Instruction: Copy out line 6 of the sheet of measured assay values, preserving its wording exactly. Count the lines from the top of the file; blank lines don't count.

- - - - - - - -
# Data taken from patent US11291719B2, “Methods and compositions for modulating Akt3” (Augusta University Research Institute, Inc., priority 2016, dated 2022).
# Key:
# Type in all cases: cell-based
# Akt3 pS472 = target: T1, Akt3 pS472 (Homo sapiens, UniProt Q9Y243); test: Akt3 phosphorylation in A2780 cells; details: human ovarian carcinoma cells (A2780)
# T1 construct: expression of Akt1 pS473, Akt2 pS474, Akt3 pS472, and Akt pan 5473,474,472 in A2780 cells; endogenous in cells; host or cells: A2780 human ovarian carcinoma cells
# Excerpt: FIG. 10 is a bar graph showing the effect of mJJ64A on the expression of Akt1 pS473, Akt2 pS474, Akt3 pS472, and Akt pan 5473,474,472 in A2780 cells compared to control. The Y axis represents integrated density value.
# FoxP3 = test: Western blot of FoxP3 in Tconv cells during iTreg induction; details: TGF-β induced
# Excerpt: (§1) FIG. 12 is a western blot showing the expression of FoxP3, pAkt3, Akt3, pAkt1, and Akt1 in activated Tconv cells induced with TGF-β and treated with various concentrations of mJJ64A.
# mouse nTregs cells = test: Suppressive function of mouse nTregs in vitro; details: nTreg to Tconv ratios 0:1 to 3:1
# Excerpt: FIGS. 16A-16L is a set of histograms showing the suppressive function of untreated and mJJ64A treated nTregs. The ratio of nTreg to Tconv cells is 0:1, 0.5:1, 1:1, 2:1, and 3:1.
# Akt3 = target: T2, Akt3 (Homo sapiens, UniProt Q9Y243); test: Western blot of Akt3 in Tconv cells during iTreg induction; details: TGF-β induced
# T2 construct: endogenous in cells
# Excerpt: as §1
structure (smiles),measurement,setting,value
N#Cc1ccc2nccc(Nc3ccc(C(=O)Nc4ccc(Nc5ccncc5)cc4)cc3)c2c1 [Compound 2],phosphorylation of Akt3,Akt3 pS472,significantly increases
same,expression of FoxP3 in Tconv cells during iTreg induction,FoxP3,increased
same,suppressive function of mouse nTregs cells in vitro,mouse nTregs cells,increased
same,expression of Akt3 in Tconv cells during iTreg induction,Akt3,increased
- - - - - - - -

# Excerpt: FIG. 10 is a bar graph showing the effect of mJJ64A on the expression of Akt1 pS473, Akt2 pS474, Akt3 pS472, and Akt pan 5473,474,472 in A2780 cells compared to control. The Y axis represents integrated density value.